On September 24, presidents of the Bermuda Industrial Union (BIU’s) respective Bus and Marine and Ports Divisions wrote a letter to the head of the Department of Public Transportation (DPT) Roger Todd and the head of Marine and Ports Rudolph Cann.
The letter concerned their findings within the Occupational Health and Safety Guidance for Employers during COVID-19, particularly under Appendix A.
Based on the legislation, employers are obligated to take all reasonable measures to protect the health and safety of their employees and if an employee feels that their workplace presents a threat to their health and safety, they can initiate a work stoppage action.
In respect to COVID-19, employees can refuse work based on a confirmed or pending virus case within the workplace, a confirmed or pending case within their immediate family or other close contact, the risk of being exposed by customers or clients, or concerns from employees who are particularly vulnerable to the disease, such as the elderly or those with underlying medical conditions.
If an employee initiates a work refusal, the employer must respond in accordance with the current occupational health and safety legislation. Their response will include an investigation into the worker’s concerns and a reduction and possible elimination of the workplace danger.
Employers are not permitted, under any circumstances, to reprimand, suspend or layoff employees for exercising what is their health and safety right.
Taking all of this into consideration, the BIU’s Departments of Public Transport and Marine and Ports request the following before returning to work: a deep cleaning and sanitizing of all buses, vessels and common staff areas, the deep cleaning and sanitizing process to be completed on a mutually agreed schedule, bi-weekly mandatory COVID-19 PCR or saliva tests and no loss of pay during this shutdown period.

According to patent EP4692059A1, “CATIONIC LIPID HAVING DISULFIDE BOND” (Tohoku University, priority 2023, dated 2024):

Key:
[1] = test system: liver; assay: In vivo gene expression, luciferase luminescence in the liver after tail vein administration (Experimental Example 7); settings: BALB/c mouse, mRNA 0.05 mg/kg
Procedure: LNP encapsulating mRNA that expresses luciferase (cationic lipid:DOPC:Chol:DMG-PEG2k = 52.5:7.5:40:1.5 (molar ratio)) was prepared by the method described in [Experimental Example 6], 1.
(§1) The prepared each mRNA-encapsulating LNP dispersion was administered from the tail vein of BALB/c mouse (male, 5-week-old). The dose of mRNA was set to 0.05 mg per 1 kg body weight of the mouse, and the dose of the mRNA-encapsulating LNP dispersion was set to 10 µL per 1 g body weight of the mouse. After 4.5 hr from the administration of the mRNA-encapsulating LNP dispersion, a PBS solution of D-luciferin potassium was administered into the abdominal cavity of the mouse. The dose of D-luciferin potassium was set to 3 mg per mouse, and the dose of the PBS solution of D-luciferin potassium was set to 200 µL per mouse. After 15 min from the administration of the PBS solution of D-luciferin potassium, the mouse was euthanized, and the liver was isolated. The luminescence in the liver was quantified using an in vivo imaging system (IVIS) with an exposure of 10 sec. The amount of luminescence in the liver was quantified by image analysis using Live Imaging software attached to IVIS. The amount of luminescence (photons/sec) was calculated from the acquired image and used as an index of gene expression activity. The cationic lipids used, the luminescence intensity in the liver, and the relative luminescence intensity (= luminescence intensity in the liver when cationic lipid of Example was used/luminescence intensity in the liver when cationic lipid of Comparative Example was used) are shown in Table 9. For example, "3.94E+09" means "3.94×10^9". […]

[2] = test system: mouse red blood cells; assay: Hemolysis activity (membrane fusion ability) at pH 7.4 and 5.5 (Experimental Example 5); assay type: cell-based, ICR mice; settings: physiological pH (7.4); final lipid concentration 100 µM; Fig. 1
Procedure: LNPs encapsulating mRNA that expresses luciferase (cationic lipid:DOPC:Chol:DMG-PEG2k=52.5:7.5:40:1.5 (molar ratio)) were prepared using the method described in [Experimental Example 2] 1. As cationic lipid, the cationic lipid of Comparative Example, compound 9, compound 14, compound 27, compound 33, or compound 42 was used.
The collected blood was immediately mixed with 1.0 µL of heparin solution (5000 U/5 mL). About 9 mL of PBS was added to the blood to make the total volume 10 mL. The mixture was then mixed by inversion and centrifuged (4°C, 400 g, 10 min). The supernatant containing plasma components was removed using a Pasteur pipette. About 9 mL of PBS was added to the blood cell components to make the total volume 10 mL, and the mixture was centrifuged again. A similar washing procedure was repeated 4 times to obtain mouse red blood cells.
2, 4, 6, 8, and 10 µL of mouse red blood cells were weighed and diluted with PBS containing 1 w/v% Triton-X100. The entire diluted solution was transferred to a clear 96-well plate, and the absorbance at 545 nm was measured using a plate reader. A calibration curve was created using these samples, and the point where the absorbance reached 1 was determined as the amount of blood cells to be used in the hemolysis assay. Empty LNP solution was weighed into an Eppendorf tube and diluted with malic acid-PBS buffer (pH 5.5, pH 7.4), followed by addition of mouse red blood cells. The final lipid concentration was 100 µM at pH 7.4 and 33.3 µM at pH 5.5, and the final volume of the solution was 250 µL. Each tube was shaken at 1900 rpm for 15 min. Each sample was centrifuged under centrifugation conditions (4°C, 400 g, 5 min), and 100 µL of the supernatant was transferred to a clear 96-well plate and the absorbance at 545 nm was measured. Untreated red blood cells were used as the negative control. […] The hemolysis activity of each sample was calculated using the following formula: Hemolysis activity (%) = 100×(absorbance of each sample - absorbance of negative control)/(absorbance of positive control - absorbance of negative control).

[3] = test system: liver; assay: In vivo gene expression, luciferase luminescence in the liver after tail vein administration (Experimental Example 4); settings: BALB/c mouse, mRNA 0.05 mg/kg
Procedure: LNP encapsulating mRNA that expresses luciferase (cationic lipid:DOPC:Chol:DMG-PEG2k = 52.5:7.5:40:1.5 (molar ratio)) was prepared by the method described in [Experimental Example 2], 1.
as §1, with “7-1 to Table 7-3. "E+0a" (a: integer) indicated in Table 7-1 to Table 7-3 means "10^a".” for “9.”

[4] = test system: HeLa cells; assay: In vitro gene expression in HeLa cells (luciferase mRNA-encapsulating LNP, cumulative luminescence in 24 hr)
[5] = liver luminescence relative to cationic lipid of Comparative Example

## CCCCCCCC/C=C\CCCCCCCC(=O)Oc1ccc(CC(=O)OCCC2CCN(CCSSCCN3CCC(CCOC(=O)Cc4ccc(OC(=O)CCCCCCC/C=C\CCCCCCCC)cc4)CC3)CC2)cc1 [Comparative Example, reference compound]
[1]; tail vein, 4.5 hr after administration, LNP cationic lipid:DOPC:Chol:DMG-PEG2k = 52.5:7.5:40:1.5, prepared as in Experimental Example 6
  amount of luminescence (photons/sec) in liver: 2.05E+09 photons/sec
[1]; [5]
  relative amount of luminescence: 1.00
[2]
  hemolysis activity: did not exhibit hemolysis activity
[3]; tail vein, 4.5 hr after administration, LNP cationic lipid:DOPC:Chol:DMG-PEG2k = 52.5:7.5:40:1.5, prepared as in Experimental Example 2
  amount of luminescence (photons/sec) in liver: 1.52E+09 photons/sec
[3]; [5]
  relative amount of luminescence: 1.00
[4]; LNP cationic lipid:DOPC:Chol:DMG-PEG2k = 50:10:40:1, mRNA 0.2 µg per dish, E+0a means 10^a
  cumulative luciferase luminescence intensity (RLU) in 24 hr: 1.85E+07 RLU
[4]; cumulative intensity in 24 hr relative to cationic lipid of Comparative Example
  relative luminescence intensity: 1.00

Once these requests have been met and honored, only then can a discussion be held about these members returning to work.
“ The BIU’s Bus and Marine and Ports Divisions are more than justified in requesting that we be paid for the time that we have been off because of the health and safety concerns due to the COVID-19 pandemic,” the letter read.
“ The Government policy of no work and no pay does not apply in this situation, because these are not normal circumstances.”
“ In the interest of returning public transport services back to normal so that the people who rely on the service are not inconvenienced any further, we are requesting that both departments rethink their decision of no work and no pay,” the letter concluded.
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